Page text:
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John Caddy
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History and Philosophy
of Morning Earth

 

History
I have been a teacher and publishing poet for forty-some years. My poems have been honored by the Los Angeles Times Book Prize and the Bush Artists Fellowship, among others.

In 1994 I was fortunate to survive a stroke that left me paralyzed on my left side. Soon after the stroke, I found myself so pleased to be alive that I fell in love with Mother Earth all over again, and resolved to spend the rest of my allotted time combining two things most precious to me: writing poems of celebration and helping people renew and strengthen their innate bonds with Earth.

In the mid-1990s I began a program called Self Expressing Earth (SEE) at COMPAS, a St. Paul Arts organization. After a year SEE moved to Hamline University’s Center for Global Environmental Education, a distance learning pioneer. Our goal was to train teachers, teaching artists, and interpretive naturalists to help kids learn the nature of life on Earth through making art—visual arts, dance, sculpture & pottery, and, of course, poetry.

      For seven years SEE conducted powerful summer workshops to train these educators. We created extensive art activities for simultaneously learning art-making and the principles of ecology.
     
      SEE also created a large teacher-resource web site.
     
      SEE also built a classroom presence through direct paid subscription. SEE subscriptions included a daily poem of celebration that I would email M-F.

SEE was a fine program that eventually became inactive for lack of funding.
However, I continued writing and sending my daily poems to teachers and friends. It became my daily practice. I called this the Earth Journal Project.

In 2003 Milkweed Editions was kind enough to publish a collection of my Earth Journal entries as Morning Earth: Field Notes in Poetry.

In late 2004, Morning Earth, Inc. was incorporated as a 501(3c) educational non-profit organization. Incorporating the SEE website and greatly expanding it, www.morning-earth.org went online in Sept 2005.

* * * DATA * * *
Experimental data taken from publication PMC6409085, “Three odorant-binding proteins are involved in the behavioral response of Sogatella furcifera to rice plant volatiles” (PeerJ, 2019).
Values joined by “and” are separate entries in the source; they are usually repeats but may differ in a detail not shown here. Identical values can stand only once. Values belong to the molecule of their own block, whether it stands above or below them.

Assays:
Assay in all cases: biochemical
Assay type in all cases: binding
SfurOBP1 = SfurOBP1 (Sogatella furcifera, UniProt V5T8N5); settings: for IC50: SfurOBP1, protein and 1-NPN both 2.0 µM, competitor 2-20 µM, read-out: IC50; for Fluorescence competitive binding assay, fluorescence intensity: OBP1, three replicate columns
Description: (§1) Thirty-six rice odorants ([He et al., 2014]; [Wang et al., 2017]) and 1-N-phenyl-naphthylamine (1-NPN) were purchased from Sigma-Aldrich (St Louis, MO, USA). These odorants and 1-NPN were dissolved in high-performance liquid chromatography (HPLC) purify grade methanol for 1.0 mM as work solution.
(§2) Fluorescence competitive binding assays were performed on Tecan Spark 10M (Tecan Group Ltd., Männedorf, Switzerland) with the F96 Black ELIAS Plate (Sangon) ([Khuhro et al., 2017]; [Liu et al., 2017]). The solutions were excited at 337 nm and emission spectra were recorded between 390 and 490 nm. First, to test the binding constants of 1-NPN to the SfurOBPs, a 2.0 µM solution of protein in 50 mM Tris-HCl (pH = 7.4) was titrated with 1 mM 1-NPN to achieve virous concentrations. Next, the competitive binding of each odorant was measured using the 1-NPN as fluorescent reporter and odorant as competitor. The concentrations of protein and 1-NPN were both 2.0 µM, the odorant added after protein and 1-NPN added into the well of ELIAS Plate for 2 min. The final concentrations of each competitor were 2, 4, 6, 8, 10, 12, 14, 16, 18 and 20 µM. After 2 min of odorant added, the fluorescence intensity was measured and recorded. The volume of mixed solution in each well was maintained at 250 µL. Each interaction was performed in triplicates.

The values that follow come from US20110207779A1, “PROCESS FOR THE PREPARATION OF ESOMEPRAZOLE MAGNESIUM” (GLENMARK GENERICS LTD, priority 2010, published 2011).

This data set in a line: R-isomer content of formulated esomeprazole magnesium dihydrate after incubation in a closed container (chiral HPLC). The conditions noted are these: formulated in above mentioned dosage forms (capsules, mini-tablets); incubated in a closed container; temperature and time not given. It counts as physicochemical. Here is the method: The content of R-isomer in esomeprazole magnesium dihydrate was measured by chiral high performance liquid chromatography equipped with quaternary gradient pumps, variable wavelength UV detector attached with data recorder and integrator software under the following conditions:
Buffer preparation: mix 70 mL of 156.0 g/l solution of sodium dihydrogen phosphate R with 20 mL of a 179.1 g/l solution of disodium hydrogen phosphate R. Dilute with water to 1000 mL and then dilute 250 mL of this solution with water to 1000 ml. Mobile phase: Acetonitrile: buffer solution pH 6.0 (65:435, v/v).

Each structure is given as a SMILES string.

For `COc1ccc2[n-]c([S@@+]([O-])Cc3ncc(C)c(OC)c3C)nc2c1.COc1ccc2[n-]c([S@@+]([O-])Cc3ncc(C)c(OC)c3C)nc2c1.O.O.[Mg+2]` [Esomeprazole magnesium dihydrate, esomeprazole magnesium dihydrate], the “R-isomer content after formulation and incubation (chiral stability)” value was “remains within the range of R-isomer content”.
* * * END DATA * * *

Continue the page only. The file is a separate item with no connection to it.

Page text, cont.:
By the end of 2007, the website has garnered over 17 miillion hits, many from schools, so it is fulfilling its mission.

Philosophy of Morning Earth
 
We will not protect what we do not love.
Stephen Jay Gould
 
     
 
We are as large as our loves.
Baruch Spinoza
 

 

Morning Earth helps people renew and enhance their innate connections with the natural Earth, from three directions:

      Daily Photo/Poems in Celebration of Nature
     
    Graphic introduction to Ecology: How Does Life Work?
       
      Text-based Primer in Ecoliteracy: Yearning to Be Round
     
    Artist/Naturalist Pages that celebrate artists whose primary concern is our connection with Nature.
       

Morning Earth’s focus is to help people of all ages to discover and adopt an eco-centric world view. Such a view sees humanity not as above nature or in conflict with it, but as a literal part of Earth, with a body made of Earth. An eco-centric world view recognizes that to injure the natural world is, ultimately, to injure the self.


The impact of Morning Earth depends on showing people our actual and true membership in the community of life on Earth, which is a personally intimate and intuitive membership. If this has been forgotten or dulled in a person, it can, through the power of art, be revived.

Poetry is the art that chose me. Writing and teaching poetry for a working lifetime has taught me many things:

    We all arrive equipped to create art. Art-making is as natural to our kind as spirit.
     
   

As we humans said poems around the campfires of 50,000 years ago, we shared them for the same root reasons we still do:

• Celebration,
• Healing,
• Learning

     
   

In such sharing and discovery, we discover the twofold gift of art:

• Shared pain shrinks.
• Shared joy grows.

       

Art and artmaking have the power to heal—as we experience the arts, we learn that none of us is alone. When we take our pain out of ourselves and transform it into a poem, a song, a painting, a dance, it becomes outside of us, which enables us to deal with it in a way we couldn’t when it was locked inside.

Turning the leaf, when we celebrate our joy and transform it into a poem, a sketch, a twirl around a room, our celebration becomes shareable, our joy is passed to others. It expands. It makes our single selves become part of a larger whole.

Poetry is a path to the heart. Engage the heart, and the mind will follow.

Morning Earth sends a daily EarthPoem Entry to over a thousand subscribers. Each entry is a small poem that is based on some gift I have received from Earth. Poetry is an art of moments—brief intense experiences that are the grist of our lives, and help us continue on. My entries are all celebrations, of seeing a natural thing I haven’t noticed before, of hearing trees creak against each other in wind, of laughter at the antic spiral a nuthatch draws upon a trunk, of awe at beauty, of the intricate spiral of a thistle flower, the surprise of squirrel scold, of learning truths, sometimes painful. Learning Earth’s teachings is a joy delayed, and helps us grasp the whole.

Morning Earth’s philosophy has been strongly influenced by the social movement called Deep Ecology. Here is a brief introduction.


John Caddy